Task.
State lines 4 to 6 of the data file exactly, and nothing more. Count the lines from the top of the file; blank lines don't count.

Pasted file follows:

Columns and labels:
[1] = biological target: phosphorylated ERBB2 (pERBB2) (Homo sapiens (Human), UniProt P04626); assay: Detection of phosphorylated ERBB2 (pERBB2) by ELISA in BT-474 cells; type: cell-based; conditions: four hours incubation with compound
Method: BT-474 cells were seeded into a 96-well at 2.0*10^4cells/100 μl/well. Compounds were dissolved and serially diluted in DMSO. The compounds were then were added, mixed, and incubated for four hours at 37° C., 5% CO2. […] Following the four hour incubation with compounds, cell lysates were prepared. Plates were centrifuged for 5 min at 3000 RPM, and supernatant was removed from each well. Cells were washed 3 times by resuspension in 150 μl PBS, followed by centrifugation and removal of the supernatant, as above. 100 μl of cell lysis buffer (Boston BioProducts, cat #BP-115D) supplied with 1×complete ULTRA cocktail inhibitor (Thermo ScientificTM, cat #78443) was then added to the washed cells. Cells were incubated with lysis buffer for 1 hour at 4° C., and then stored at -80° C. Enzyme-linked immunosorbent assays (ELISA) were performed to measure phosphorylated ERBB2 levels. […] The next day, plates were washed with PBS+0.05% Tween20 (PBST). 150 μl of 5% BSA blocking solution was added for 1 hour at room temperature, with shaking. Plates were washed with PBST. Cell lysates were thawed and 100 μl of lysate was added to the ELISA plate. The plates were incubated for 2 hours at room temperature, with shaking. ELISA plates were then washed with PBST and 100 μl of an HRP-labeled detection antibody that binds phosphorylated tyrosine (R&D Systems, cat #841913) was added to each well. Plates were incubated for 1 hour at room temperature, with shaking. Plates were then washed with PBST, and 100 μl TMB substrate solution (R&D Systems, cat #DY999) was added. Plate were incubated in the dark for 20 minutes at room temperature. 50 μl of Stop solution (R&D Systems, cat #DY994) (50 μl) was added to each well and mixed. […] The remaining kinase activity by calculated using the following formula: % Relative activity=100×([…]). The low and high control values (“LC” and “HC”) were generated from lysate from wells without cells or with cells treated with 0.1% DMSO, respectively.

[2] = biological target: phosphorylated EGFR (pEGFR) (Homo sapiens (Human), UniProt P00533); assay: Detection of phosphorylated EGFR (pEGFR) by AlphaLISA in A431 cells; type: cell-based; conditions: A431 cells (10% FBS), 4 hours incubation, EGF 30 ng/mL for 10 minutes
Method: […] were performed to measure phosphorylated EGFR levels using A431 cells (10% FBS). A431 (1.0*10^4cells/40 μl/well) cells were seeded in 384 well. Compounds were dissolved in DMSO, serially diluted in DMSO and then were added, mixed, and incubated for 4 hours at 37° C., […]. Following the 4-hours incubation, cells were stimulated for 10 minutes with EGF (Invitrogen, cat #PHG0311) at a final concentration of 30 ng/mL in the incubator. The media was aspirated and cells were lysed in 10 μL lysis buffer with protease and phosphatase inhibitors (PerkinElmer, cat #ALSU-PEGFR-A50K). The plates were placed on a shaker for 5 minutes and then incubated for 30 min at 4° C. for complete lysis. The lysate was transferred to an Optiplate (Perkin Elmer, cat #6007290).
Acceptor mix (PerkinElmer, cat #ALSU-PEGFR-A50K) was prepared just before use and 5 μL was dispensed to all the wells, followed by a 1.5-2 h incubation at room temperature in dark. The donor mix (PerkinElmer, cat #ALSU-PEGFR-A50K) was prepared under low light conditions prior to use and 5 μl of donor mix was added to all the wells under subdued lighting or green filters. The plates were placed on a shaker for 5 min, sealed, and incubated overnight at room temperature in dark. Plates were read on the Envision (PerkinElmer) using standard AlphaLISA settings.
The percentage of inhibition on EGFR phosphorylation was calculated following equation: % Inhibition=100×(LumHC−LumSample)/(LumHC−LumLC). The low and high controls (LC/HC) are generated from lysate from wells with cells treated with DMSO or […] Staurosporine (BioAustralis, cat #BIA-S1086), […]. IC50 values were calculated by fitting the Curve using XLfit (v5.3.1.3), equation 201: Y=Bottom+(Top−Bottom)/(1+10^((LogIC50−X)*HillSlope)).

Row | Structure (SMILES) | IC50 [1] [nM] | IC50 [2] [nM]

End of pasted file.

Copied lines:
[2] = biological target: phosphorylated EGFR (pEGFR) (Homo sapiens (Human), UniProt P00533); assay: Detection of phosphorylated EGFR (pEGFR) by AlphaLISA in A431 cells; type: cell-based; conditions: A431 cells (10% FBS), 4 hours incubation, EGF 30 ng/mL for 10 minutes
Method: […] were performed to measure phosphorylated EGFR levels using A431 cells (10% FBS). A431 (1.0*10^4cells/40 μl/well) cells were seeded in 384 well. Compounds were dissolved in DMSO, serially diluted in DMSO and then were added, mixed, and incubated for 4 hours at 37° C., […]. Following the 4-hours incubation, cells were stimulated for 10 minutes with EGF (Invitrogen, cat #PHG0311) at a final concentration of 30 ng/mL in the incubator. The media was aspirated and cells were lysed in 10 μL lysis buffer with protease and phosphatase inhibitors (PerkinElmer, cat #ALSU-PEGFR-A50K). The plates were placed on a shaker for 5 minutes and then incubated for 30 min at 4° C. for complete lysis. The lysate was transferred to an Optiplate (Perkin Elmer, cat #6007290).
Acceptor mix (PerkinElmer, cat #ALSU-PEGFR-A50K) was prepared just before use and 5 μL was dispensed to all the wells, followed by a 1.5-2 h incubation at room temperature in dark. The donor mix (PerkinElmer, cat #ALSU-PEGFR-A50K) was prepared under low light conditions prior to use and 5 μl of donor mix was added to all the wells under subdued lighting or green filters. The plates were placed on a shaker for 5 min, sealed, and incubated overnight at room temperature in dark. Plates were read on the Envision (PerkinElmer) using standard AlphaLISA settings.